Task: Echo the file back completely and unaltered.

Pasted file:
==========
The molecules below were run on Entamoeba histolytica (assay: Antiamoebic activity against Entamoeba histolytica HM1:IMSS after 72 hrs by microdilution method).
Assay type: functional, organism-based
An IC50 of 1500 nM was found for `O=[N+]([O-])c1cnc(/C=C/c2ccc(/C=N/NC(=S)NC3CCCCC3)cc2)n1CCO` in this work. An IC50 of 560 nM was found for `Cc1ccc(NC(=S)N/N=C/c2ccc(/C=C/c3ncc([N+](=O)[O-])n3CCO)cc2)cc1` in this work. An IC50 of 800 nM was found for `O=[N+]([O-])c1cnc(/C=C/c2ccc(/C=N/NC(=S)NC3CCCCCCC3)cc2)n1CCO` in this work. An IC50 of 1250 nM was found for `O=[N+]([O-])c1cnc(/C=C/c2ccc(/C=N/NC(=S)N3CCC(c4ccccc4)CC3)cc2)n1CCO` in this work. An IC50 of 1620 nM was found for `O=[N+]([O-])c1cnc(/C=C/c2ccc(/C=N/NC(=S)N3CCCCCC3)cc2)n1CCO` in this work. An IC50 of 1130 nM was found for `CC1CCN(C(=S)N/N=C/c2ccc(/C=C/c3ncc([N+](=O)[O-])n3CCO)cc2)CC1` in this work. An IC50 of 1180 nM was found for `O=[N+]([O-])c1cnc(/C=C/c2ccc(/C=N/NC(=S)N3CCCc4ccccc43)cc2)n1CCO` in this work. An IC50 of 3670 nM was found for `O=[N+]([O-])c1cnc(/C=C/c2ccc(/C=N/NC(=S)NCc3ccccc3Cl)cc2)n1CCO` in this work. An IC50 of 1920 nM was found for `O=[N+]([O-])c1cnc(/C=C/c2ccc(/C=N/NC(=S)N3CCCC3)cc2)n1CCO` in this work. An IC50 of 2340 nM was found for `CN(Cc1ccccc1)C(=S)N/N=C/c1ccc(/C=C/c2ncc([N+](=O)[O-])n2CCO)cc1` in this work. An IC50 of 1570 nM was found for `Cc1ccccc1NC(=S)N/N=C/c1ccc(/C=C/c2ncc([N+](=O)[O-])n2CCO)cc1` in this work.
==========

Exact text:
The molecules below were run on Entamoeba histolytica (assay: Antiamoebic activity against Entamoeba histolytica HM1:IMSS after 72 hrs by microdilution method).
Assay type: functional, organism-based
An IC50 of 1500 nM was found for `O=[N+]([O-])c1cnc(/C=C/c2ccc(/C=N/NC(=S)NC3CCCCC3)cc2)n1CCO` in this work. An IC50 of 560 nM was found for `Cc1ccc(NC(=S)N/N=C/c2ccc(/C=C/c3ncc([N+](=O)[O-])n3CCO)cc2)cc1` in this work. An IC50 of 800 nM was found for `O=[N+]([O-])c1cnc(/C=C/c2ccc(/C=N/NC(=S)NC3CCCCCCC3)cc2)n1CCO` in this work. An IC50 of 1250 nM was found for `O=[N+]([O-])c1cnc(/C=C/c2ccc(/C=N/NC(=S)N3CCC(c4ccccc4)CC3)cc2)n1CCO` in this work. An IC50 of 1620 nM was found for `O=[N+]([O-])c1cnc(/C=C/c2ccc(/C=N/NC(=S)N3CCCCCC3)cc2)n1CCO` in this work. An IC50 of 1130 nM was found for `CC1CCN(C(=S)N/N=C/c2ccc(/C=C/c3ncc([N+](=O)[O-])n3CCO)cc2)CC1` in this work. An IC50 of 1180 nM was found for `O=[N+]([O-])c1cnc(/C=C/c2ccc(/C=N/NC(=S)N3CCCc4ccccc43)cc2)n1CCO` in this work. An IC50 of 3670 nM was found for `O=[N+]([O-])c1cnc(/C=C/c2ccc(/C=N/NC(=S)NCc3ccccc3Cl)cc2)n1CCO` in this work. An IC50 of 1920 nM was found for `O=[N+]([O-])c1cnc(/C=C/c2ccc(/C=N/NC(=S)N3CCCC3)cc2)n1CCO` in this work. An IC50 of 2340 nM was found for `CN(Cc1ccccc1)C(=S)N/N=C/c1ccc(/C=C/c2ncc([N+](=O)[O-])n2CCO)cc1` in this work. An IC50 of 1570 nM was found for `Cc1ccccc1NC(=S)N/N=C/c1ccc(/C=C/c2ncc([N+](=O)[O-])n2CCO)cc1` in this work.